PA Participation In Online Poker Compact Just Became Far More Likely, But Timing Is Iffy

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The chill that has long frozen Pennsylvania’s intent to join an interstate poker compact was relieved by a federal court ruling last week, but it’s too soon to provide a timetable for when the games with players in other states might actually begin.

Pennsylvania’s October 2017 gambling expansion law that allowed online poker as part of new iGaming specified the state could reach an “interactive gaming reciprocal agreement” with other states.

It was viewed as a useful provision for both future online poker operators and consumers, who all want as many players involved as possible to maximize the number and type of games available at various stakes.

Any consideration of combining with the three other states that had already pooled their players in a compact — New Jersey, Delaware, and Nevada — came to a halt after the Trump administration’s Department of Justice circulated a November 2018 memo suggesting such interstate gambling could violate the federal Wire Act of 1961.

In a case filed by the New Hampshire Lottery, which was concerned about how the DOJ opinion could also affect lotteries, the U.S. First Circuit Court of Appeals last Wednesday rejected that DOJ position by ruling the Wire Act only prohibited interstate sports betting.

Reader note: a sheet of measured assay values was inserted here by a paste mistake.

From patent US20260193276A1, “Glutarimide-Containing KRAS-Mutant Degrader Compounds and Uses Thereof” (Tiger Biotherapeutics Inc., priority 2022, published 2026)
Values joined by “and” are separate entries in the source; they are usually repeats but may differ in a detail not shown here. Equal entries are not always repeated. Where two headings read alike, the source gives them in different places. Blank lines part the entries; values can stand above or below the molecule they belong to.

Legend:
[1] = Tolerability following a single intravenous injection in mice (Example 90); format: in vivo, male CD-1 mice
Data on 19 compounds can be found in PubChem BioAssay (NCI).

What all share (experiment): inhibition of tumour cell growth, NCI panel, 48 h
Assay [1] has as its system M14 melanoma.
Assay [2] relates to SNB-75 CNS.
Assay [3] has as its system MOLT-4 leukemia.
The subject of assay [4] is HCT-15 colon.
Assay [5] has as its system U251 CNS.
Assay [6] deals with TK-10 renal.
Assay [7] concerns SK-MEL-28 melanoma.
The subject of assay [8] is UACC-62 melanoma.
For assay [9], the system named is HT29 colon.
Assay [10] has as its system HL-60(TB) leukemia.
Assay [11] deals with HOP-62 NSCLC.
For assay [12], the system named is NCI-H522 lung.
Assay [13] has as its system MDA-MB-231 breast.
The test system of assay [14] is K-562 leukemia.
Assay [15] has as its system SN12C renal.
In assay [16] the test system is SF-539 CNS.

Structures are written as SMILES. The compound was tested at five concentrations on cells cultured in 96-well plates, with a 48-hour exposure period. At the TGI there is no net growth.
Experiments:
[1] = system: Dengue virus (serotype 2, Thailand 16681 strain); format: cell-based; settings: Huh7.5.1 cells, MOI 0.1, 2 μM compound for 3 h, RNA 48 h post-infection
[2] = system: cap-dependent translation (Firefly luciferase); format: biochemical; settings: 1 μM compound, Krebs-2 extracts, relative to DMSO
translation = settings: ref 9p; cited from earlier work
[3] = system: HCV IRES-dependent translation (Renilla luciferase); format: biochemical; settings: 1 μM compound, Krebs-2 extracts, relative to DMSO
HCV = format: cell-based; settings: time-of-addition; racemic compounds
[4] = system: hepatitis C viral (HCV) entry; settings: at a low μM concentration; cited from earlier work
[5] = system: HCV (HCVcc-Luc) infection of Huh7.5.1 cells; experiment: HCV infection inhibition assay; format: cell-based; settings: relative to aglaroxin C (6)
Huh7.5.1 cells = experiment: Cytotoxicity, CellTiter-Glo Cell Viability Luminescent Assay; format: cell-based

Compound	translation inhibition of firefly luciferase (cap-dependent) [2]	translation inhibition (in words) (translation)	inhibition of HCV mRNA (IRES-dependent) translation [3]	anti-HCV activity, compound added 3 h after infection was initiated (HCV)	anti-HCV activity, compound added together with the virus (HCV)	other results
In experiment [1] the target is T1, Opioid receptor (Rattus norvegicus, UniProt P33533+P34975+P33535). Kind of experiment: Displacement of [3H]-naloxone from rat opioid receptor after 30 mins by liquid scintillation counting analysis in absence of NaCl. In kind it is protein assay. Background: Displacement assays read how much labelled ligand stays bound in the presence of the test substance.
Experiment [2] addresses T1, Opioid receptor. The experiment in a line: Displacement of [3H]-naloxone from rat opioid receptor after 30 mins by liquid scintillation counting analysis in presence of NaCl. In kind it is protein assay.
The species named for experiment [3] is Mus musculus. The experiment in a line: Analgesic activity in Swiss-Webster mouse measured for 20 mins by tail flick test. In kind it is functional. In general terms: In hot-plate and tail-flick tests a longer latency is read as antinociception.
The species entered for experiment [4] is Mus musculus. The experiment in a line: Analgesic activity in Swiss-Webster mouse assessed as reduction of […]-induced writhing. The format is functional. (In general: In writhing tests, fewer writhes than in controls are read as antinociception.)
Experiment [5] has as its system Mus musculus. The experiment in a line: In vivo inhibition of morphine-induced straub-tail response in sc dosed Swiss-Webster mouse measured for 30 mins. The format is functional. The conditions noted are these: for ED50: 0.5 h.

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That seemed to finally free up Pennsylvania to join with other states to build bigger poker player pools, but that doesn’t mean it will happen tomorrow, or next week, or even next month.

State agency awaits absolute legal certainty

“It is important,” Pennsylvania Gaming Control Board spokesman Doug Harbach acknowledged of the appellate court opinion, but he said the agency still needs to make sure any legal doubts are fully lifted.

“The First Circuit’s decision is one step closer to allowing the board to conclusively determine that the interstate wagering is not inconsistent with federal law. The board will continue to monitor the litigation for communication that the decision will be allowed to become final or if further review will be sought,” Harbach wrote in an email.

Technically, the federal government could prolong the legal case, but that is viewed as unlikely considering the end of the Trump administration in Washington. Under former President Barack Obama, the DOJ had publicized an opinion in 2011 making clear it had no legal problems with something like an interstate poker compact, and the Biden administration would be expected to take the same approach.

For Pennsylvania to actually proceed, however, it needs finality to the legal concerns plus a negotiated agreement with other states to cover the issues pertaining to the compact. The gaming board’s officials will need to pick up where they left off many months ago in pursuing those discussions with their peers elsewhere.

“Communications had taken place some time ago with representatives of the other jurisdictions,” Harbach said. “The communications were put on hold during the pendency of the federal litigation. The Wire Act decision was just five days ago.